We’re often told that you should never eat anything (or put anything on your body) if you don’t recognize everything on the ingredients list. But since most of us have no idea what xanthan gum or potassium benzoate are — or more importantly, what they’re doing to our bodies — we’re decoding the ingredients in the many things Americans put in (and on, or near) themselves.
1) Water: This provides a base for the other ingredients. It’s wet!
2) 2-Hexoxyethanol: This is frequently added to cleaning products as a surfactant. In simple terms, that means it loosens dirt and other unpleasant deposits from surfaces so they can be easily rinsed away. Keep in mind, however, that most surfactants — and there are many in Windex — can irritate the eyes, skin and lungs.
3) Isopropanolamine: This is also found in many cleaning products, since it can dissolve oils and soap residue. Again, though, isopropanolamine is pretty damn toxic when ingested or sprayed directly on the skin.
4) Ammonium Hydroxide: This is more commonly known as ammonia, which can be found in all sorts of cleaning products as a degreaser. Ammonia is particularly suited for cleaning windows since it evaporates quickly and leaves no residue that might dry into streaks on the glass. Of course, ammonia can be extremely toxic in large amounts when breathed in, so avoid spraying Windex anywhere near your face.
5) Lauryl Dimethyl Amine Oxide: Similar to 2-hexoxyethanol, this ingredient cleans by loosening gunk from surfaces so it can be easily removed.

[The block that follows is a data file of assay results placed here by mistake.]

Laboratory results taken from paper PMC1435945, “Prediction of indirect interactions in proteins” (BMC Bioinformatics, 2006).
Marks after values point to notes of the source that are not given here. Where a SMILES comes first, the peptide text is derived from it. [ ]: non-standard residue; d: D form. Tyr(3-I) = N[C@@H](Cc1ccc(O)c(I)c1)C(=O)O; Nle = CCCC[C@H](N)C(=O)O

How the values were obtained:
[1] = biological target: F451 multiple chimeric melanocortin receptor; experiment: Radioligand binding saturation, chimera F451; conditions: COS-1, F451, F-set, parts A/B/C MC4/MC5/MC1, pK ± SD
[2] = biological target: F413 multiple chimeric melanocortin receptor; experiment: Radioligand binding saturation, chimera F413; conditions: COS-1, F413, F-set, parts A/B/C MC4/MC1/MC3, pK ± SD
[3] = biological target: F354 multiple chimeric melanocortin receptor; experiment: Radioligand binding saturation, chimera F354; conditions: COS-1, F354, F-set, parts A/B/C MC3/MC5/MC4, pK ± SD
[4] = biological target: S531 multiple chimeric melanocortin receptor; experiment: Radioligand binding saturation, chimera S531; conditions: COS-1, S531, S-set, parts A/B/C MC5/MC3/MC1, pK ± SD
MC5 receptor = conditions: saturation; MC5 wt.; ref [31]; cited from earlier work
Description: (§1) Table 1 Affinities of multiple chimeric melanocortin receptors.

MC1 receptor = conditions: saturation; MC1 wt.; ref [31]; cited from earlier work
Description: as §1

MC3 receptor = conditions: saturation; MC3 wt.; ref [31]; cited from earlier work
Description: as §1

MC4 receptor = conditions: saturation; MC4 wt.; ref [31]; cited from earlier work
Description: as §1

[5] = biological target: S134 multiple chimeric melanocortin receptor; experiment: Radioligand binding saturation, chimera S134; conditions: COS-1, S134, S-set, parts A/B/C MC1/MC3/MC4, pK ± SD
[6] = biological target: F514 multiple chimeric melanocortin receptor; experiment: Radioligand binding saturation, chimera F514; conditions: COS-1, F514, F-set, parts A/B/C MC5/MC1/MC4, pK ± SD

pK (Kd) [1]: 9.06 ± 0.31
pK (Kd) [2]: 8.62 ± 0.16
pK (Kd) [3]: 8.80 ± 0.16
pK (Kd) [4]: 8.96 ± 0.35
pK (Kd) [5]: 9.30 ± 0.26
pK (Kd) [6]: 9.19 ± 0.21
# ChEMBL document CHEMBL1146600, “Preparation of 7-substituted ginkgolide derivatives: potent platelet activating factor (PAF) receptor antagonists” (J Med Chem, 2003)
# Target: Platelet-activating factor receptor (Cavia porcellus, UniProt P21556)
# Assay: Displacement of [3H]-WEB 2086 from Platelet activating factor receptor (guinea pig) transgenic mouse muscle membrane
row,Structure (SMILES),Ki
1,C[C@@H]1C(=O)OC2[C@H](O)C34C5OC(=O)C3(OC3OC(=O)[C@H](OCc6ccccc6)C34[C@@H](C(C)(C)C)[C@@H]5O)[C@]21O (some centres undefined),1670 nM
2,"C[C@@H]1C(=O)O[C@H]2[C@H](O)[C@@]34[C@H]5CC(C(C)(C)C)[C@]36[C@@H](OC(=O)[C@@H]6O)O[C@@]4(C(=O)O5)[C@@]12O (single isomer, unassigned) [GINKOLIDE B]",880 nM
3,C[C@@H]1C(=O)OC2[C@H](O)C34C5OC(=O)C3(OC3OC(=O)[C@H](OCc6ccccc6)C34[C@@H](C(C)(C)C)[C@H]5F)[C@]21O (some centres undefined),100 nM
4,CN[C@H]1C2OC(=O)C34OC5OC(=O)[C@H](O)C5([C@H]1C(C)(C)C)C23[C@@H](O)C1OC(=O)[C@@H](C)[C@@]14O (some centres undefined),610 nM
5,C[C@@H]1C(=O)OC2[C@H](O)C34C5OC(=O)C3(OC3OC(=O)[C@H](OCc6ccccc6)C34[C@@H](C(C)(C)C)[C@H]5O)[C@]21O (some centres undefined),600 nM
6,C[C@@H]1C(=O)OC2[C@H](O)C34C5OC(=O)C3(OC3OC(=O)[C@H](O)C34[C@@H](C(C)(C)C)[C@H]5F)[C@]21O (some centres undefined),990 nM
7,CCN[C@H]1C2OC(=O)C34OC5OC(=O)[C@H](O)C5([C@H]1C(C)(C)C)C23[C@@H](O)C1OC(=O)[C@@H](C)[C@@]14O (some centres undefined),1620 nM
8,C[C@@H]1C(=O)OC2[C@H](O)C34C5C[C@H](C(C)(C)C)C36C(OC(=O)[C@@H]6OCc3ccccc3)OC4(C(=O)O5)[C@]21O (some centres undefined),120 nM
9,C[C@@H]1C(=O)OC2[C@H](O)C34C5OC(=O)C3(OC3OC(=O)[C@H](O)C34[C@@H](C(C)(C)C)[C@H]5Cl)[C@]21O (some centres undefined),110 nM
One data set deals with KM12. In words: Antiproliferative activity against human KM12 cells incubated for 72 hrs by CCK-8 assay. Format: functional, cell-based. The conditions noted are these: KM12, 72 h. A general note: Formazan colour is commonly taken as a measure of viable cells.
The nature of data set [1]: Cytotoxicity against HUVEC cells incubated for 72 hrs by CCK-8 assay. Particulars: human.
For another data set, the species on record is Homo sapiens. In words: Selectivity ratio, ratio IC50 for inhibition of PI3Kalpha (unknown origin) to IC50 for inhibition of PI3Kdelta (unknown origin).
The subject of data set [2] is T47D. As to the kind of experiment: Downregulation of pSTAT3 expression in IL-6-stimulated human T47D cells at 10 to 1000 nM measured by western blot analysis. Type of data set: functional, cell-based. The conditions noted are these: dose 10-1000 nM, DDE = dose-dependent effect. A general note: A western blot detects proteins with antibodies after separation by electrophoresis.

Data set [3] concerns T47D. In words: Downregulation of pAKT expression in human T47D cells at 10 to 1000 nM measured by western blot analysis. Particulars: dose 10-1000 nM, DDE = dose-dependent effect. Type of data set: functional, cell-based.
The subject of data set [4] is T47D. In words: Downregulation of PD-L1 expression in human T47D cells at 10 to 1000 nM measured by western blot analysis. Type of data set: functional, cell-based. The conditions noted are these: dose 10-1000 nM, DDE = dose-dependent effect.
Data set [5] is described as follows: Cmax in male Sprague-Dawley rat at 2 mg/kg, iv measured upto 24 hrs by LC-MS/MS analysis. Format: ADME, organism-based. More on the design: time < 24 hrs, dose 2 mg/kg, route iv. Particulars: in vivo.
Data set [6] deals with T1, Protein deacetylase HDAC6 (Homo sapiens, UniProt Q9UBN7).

6) Sodium Dodecylbenzene Sulfonate: Much like 2-hexoxyethanol and lauryl dimethyl amine oxide, this is a surfactant.
7) Fragrance: Unlike many manufacturers who take advantage of the fact that fragrance recipes are considered to be proprietary information, Windex actually lists the ingredients in its fragrance: Benzyl acetate, butylphenyl methylpropional, c9-11 pareth-3, citronellol, citrus aurantium dulcis (orange) peel oil, dipropylene glycol, ethoxydiglycol, hexyl cinnamal, linalool and terpineol.
Despite the lengthy list of crazy-sounding ingredients, none of this necessarily means you should be worried about this item. In fact, fragrance ingredients are regulated by the Consumer Product Safety Commission, so theoretically, they should be at least generally safe. That said, fragrances tend to be the leading cause of cosmetic contact dermatitis — a skin rash caused by contact with a certain substance. There’s an easy fix for that, though: Either stop spraying Windex on you skin, or try a different window cleaner next time around.
8) Liquitint® Sky Blue Dye: This is obviously what gives Windex its bright blue color. It’s pretty harmless.
Windex does what it says: It gets crap off your windows. However, more and more research suggests that common household cleaners, especially those containing ammonia, are bad for both our health and the environment. Windex has even acknowledged this, releasing a vinegar-based version that should theoretically be safer for everyone.
In the meantime, though, just make sure to use Windex in a well-ventilated area to avoid any excess ingestion (i.e., open your, uh, windows). Also, even though it looks like blue Gatorade, drinking Windex will most likely cause your central nervous system to shut down, so maybe avoid that one, too.